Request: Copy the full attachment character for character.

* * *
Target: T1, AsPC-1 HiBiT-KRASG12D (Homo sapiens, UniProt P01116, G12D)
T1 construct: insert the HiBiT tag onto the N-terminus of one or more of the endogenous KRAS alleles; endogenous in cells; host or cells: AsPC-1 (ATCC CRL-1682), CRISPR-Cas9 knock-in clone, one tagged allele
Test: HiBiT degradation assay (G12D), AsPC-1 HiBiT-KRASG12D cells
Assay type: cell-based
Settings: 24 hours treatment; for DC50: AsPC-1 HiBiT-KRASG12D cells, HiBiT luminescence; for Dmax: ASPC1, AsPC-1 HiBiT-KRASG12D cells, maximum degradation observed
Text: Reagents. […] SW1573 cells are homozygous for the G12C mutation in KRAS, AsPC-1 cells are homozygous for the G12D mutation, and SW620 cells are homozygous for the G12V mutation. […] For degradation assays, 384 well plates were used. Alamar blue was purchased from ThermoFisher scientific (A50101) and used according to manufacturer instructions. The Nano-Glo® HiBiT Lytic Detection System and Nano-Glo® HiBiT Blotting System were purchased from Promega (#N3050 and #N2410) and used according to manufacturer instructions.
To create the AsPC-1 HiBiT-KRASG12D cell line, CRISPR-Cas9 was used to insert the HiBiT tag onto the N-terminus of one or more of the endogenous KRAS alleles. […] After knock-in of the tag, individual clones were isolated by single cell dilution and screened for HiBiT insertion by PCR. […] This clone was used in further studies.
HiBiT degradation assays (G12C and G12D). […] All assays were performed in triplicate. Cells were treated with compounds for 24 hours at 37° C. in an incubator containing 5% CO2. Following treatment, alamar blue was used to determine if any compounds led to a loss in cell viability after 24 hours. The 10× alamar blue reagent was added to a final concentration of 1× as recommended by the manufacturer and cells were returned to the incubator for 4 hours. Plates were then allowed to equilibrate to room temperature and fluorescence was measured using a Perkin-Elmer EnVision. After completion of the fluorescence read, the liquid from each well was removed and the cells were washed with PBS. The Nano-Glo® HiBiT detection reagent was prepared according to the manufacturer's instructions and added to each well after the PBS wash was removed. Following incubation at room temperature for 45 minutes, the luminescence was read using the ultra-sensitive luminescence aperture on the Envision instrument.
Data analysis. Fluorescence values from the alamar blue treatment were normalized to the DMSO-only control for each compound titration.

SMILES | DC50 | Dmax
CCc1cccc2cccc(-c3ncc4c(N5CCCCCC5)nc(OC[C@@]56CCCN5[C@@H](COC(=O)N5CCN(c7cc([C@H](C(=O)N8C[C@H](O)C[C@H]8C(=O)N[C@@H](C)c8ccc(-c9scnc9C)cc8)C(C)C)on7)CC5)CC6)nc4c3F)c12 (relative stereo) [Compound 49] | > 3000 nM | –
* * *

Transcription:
Target: T1, AsPC-1 HiBiT-KRASG12D (Homo sapiens, UniProt P01116, G12D)
T1 construct: insert the HiBiT tag onto the N-terminus of one or more of the endogenous KRAS alleles; endogenous in cells; host or cells: AsPC-1 (ATCC CRL-1682), CRISPR-Cas9 knock-in clone, one tagged allele
Test: HiBiT degradation assay (G12D), AsPC-1 HiBiT-KRASG12D cells
Assay type: cell-based
Settings: 24 hours treatment; for DC50: AsPC-1 HiBiT-KRASG12D cells, HiBiT luminescence; for Dmax: ASPC1, AsPC-1 HiBiT-KRASG12D cells, maximum degradation observed
Text: Reagents. […] SW1573 cells are homozygous for the G12C mutation in KRAS, AsPC-1 cells are homozygous for the G12D mutation, and SW620 cells are homozygous for the G12V mutation. […] For degradation assays, 384 well plates were used. Alamar blue was purchased from ThermoFisher scientific (A50101) and used according to manufacturer instructions. The Nano-Glo® HiBiT Lytic Detection System and Nano-Glo® HiBiT Blotting System were purchased from Promega (#N3050 and #N2410) and used according to manufacturer instructions.
To create the AsPC-1 HiBiT-KRASG12D cell line, CRISPR-Cas9 was used to insert the HiBiT tag onto the N-terminus of one or more of the endogenous KRAS alleles. […] After knock-in of the tag, individual clones were isolated by single cell dilution and screened for HiBiT insertion by PCR. […] This clone was used in further studies.
HiBiT degradation assays (G12C and G12D). […] All assays were performed in triplicate. Cells were treated with compounds for 24 hours at 37° C. in an incubator containing 5% CO2. Following treatment, alamar blue was used to determine if any compounds led to a loss in cell viability after 24 hours. The 10× alamar blue reagent was added to a final concentration of 1× as recommended by the manufacturer and cells were returned to the incubator for 4 hours. Plates were then allowed to equilibrate to room temperature and fluorescence was measured using a Perkin-Elmer EnVision. After completion of the fluorescence read, the liquid from each well was removed and the cells were washed with PBS. The Nano-Glo® HiBiT detection reagent was prepared according to the manufacturer's instructions and added to each well after the PBS wash was removed. Following incubation at room temperature for 45 minutes, the luminescence was read using the ultra-sensitive luminescence aperture on the Envision instrument.
Data analysis. Fluorescence values from the alamar blue treatment were normalized to the DMSO-only control for each compound titration.

SMILES | DC50 | Dmax
CCc1cccc2cccc(-c3ncc4c(N5CCCCCC5)nc(OC[C@@]56CCCN5[C@@H](COC(=O)N5CCN(c7cc([C@H](C(=O)N8C[C@H](O)C[C@H]8C(=O)N[C@@H](C)c8ccc(-c9scnc9C)cc8)C(C)C)on7)CC5)CC6)nc4c3F)c12 (relative stereo) [Compound 49] | > 3000 nM | –